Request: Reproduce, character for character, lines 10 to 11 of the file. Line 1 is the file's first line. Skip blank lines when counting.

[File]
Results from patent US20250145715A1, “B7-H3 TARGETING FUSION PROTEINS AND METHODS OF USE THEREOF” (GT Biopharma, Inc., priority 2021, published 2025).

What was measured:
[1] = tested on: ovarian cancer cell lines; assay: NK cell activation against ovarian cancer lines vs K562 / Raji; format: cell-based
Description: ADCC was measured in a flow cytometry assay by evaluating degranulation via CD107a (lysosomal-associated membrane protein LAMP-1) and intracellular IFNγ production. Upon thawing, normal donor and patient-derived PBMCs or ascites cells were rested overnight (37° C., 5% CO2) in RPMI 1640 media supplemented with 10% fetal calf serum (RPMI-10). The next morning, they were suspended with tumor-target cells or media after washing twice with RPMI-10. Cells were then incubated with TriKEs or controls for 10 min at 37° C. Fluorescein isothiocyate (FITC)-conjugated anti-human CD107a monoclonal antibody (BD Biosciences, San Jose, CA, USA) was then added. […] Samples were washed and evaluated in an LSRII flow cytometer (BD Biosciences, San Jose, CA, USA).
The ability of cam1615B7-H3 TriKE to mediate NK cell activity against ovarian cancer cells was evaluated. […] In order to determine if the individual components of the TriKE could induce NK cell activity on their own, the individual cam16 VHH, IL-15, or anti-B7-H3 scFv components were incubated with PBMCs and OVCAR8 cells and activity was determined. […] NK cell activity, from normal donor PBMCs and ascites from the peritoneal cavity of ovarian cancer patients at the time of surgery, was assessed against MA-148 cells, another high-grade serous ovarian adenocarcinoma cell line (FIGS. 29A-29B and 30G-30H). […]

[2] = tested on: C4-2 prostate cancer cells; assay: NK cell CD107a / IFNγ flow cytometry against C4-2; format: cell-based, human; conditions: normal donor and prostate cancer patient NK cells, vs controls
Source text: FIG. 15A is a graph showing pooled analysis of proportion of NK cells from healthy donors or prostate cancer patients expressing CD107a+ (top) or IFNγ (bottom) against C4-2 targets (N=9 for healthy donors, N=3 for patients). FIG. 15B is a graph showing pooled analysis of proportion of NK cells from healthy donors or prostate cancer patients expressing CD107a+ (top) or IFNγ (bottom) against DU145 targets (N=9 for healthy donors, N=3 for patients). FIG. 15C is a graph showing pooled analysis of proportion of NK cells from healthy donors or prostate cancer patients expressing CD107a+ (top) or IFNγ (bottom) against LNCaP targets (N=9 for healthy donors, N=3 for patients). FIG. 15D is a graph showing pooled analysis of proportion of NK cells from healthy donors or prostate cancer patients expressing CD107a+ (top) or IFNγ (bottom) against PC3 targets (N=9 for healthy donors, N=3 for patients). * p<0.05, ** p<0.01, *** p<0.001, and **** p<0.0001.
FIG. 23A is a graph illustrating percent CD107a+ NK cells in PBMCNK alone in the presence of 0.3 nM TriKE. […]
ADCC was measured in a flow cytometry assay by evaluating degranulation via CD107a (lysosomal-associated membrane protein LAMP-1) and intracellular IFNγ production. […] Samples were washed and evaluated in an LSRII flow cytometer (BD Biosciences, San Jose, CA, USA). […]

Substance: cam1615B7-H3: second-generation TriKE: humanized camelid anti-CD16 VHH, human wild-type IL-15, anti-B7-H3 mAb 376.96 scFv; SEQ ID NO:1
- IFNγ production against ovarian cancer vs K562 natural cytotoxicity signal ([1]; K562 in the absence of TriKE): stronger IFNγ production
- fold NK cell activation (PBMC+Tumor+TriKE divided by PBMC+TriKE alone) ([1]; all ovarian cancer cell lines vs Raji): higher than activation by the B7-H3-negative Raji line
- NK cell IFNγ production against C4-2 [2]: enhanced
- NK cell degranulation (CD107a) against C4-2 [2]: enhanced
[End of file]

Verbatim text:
Substance: cam1615B7-H3: second-generation TriKE: humanized camelid anti-CD16 VHH, human wild-type IL-15, anti-B7-H3 mAb 376.96 scFv; SEQ ID NO:1
- IFNγ production against ovarian cancer vs K562 natural cytotoxicity signal ([1]; K562 in the absence of TriKE): stronger IFNγ production